Nico Williams
On Tue, Dec 08, 2015 at 11:19:32AM +0100, Florian Weimer wrote:
> > Maybe http://trac.mpich.org/projects/openpa/ would fit the bill?
>
> It seems to have trouble to keep up with new architectures.

New architectures are not really a problem because between a) decent
compilers with C11 and/or non-C11 atomic intrinsics, b) asm-coded
atomics, and c) mutex-based dumb atomics, we can get full coverage.
Anyone who's still not satisfied can then contribute missing asm-coded
atomics to OpenPA.  I suspect that OpenSSL using OpenPA is likely to
lead to contributions to OpenPA that will make it better anyways.

What's the alternative anyways?

We're talking about API and performance enhancements to OpenSSL to go
faster on platforms for which there are atomics, and maybe slower
otherwise -- or maybe not; maybe we can implement context up-/down-ref
functions that use fine-grained (or even global) locking as a fallback
that yields performance comparable to today's.

If OpenPA's (or some other such library's) license works for OpenSSL,
someone might start using it.  That someone might be me.  So that seems
like a good question to ask: is OpenPA's license compatible with
OpenSSL's?  For inclusion into OpenSSL's tree, or for use by OpenSSL?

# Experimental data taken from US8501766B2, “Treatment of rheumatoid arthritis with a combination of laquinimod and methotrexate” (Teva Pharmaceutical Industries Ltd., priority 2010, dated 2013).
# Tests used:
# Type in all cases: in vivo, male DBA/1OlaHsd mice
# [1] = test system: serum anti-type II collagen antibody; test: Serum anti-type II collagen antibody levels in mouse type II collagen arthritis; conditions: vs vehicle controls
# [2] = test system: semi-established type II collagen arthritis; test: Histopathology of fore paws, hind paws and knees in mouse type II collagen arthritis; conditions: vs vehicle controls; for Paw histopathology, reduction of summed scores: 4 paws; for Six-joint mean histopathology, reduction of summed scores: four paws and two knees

Nico
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Re: [openssl-team] Discussion: design issue: async and -lpthread

Dr Paul Dale
It will be possible to support atomics in such a way that there is no performance penalty for machines without them or for single threaded operation.
My sketcy design is along the lines of adding a new API CRYPTO_add_atomic that takes the same arguments as CRYPTO_add (i.e. reference to counter, value to add and lock to use):

CRYPTO_add_atomic(int *addr, int amount, int lock)
    if have-atomics then
        atomic_add(addr, amount)
    else if (lock == have-lock-already)
        *addr += amount
    else
        CRYPTO_add(addr, amount, lock)

The have-lock-already will need to be a new code that indicates that the caller has the relevant lock held and there is no need to lock before the add.  Some conditional compilation like CRYPTO_add & CRYPTO_add_lock have can be done to get the overhead down to zero in the single threaded case and the case where it is known beforehand that there are no atomic operations.  It is also possible for the atomic_add function to be passed in as a user call back as per the other locking callbacks which means OSSL doesn't actually need to know how any of this works underneath.

Once this is done, most instances of CRYPTO_add can be changed to CRYPTO_add_atomic.  Unfortunately, not all can be changed, so this would involve manual inspection of each lock for which CRYPTO_add is used to see if atomics are suitable.  I've done a partial list of which could be changed over (attached) but it is pretty rough and needs rechecking.